Dalai Lama Steps Down As Leader

Dalai Lama Steps Down. The exiled Dalai Lama announced on Thursday that he will formally step down as political leader of the Tibetan government in exile.

“As early as the 1960s, I have repeatedly stressed that Tibetans need a leader, elected freely by the Tibetan people, to whom I can devolve power,” the Dalai Lama said in a prepared speech on the anniversary of the 1959 Tibetan uprising against Chinese control. “Now, we have clearly reached the time to put this into effect.”

The Dalai Lama has long seen himself as “semi-retired” from political leadership with an elected prime minister already in place in the northern Indian town of Dharamsala. He remains Tibet’s spiritual leader.

Beijing regards him as a dangerous separatist responsible for stirring up unrest in Tibet.

“Since I made my intention clear I have received repeated and earnest requests both from within Tibet and outside, to continue to provide political leadership,” the Dalai Lama said. “My desire to devolve authority has nothing to do with a wish to shirk responsibility. It is to benefit Tibetans in the long run.”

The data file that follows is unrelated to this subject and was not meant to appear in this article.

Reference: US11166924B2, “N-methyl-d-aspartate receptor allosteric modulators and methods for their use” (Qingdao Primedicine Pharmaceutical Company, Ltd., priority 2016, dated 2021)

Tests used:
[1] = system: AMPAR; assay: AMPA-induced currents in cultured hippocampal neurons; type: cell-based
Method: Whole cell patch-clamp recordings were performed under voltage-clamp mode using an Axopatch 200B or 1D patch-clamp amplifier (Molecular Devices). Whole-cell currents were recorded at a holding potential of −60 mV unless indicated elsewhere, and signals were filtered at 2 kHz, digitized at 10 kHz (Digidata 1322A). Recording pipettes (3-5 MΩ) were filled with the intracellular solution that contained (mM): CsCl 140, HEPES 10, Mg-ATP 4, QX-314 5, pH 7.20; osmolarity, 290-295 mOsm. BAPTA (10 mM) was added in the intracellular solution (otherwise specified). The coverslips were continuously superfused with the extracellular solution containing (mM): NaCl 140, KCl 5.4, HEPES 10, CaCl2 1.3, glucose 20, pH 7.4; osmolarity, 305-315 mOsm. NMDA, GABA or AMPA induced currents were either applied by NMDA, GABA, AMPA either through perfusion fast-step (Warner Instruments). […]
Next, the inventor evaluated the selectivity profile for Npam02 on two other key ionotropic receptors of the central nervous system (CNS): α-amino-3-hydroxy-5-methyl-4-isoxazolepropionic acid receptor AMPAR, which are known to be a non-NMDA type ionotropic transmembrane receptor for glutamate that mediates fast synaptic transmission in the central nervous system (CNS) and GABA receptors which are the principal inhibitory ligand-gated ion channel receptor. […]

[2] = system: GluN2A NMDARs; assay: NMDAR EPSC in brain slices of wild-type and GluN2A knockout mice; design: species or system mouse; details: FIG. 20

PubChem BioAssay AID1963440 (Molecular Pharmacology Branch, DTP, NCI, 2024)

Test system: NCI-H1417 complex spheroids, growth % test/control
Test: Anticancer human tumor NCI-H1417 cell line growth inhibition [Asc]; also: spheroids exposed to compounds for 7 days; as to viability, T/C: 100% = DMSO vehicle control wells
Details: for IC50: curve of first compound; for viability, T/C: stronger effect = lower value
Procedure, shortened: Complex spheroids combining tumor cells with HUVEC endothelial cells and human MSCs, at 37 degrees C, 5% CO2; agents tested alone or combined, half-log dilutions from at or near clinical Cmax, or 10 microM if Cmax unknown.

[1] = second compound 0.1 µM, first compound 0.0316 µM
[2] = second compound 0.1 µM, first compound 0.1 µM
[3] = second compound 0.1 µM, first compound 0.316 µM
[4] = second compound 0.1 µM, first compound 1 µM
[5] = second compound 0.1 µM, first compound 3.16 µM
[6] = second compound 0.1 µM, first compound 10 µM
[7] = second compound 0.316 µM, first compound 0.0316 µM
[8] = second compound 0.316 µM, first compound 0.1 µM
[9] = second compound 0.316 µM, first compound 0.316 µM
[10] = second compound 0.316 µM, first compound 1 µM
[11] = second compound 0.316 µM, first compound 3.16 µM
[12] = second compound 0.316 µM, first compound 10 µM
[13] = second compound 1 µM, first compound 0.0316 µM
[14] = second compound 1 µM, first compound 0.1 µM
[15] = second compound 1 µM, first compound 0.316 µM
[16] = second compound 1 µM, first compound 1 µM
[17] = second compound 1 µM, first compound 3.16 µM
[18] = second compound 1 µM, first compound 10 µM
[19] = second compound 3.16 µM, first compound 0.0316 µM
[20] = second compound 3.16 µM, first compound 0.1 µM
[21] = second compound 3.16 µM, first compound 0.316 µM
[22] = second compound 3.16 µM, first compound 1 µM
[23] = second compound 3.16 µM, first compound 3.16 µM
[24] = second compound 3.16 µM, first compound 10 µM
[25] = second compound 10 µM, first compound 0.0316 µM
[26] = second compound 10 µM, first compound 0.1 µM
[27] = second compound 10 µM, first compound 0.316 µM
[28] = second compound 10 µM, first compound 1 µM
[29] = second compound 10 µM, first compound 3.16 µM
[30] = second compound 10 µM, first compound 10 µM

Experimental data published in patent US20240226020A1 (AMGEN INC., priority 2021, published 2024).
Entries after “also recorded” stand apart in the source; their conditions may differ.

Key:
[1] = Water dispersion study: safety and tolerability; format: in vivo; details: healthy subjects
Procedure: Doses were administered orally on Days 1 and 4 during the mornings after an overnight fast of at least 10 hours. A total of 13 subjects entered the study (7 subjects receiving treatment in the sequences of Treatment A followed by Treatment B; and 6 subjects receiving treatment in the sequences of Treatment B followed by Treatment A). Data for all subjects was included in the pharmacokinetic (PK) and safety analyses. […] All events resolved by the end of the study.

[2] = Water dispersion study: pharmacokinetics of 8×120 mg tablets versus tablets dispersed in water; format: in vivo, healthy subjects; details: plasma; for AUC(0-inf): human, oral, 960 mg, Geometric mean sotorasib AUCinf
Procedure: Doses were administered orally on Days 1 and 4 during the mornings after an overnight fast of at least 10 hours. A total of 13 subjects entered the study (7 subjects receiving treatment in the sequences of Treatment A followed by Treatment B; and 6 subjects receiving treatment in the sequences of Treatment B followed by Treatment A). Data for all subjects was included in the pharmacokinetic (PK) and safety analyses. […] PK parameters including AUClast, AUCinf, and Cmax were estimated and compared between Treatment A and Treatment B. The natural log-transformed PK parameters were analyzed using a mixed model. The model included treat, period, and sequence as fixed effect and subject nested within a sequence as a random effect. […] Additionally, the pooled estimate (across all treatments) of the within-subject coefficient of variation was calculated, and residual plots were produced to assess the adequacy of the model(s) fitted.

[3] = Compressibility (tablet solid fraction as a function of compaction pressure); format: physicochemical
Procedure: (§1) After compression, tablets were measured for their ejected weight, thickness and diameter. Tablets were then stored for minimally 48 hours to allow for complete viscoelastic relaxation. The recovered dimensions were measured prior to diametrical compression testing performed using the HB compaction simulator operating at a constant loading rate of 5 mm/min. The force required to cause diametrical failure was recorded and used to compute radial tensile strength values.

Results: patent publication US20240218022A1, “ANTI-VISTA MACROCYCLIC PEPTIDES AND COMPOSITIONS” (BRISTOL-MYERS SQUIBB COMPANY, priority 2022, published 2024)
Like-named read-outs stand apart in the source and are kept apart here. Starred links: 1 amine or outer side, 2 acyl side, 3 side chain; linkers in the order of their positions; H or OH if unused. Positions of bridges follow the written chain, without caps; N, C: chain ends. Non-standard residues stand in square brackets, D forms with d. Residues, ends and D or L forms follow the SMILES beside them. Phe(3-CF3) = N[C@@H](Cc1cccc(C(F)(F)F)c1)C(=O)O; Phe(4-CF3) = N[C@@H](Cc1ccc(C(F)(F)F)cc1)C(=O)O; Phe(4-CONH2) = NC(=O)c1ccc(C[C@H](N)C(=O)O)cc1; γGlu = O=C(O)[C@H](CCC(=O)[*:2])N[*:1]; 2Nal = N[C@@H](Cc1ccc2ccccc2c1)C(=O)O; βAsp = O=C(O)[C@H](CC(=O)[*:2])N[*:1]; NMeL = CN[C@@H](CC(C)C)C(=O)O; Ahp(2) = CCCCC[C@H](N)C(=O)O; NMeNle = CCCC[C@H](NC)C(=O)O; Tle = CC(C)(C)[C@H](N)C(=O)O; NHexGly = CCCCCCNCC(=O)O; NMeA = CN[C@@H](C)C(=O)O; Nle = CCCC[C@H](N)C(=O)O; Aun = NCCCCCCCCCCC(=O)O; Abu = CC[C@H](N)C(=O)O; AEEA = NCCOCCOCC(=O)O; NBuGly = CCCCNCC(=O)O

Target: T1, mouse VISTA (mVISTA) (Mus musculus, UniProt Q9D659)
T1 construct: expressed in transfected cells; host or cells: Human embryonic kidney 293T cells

The current Dalai Lama, Tenzin Gyatso, has progressively distanced himself from a direct political role and expressed a desire to live as a simple monk.

The exile parliament is scheduled to begin its next session later this month.

Just how much change will come, though, is highly unclear. The Dalai Lama’s political role is largely ceremonial — an elected prime minister is the formal leader of the exile government — but the Dalai Lama’s status overshadows everyone else in the movement.

MSNBC, Reuters and The Associated Press contributed to this report.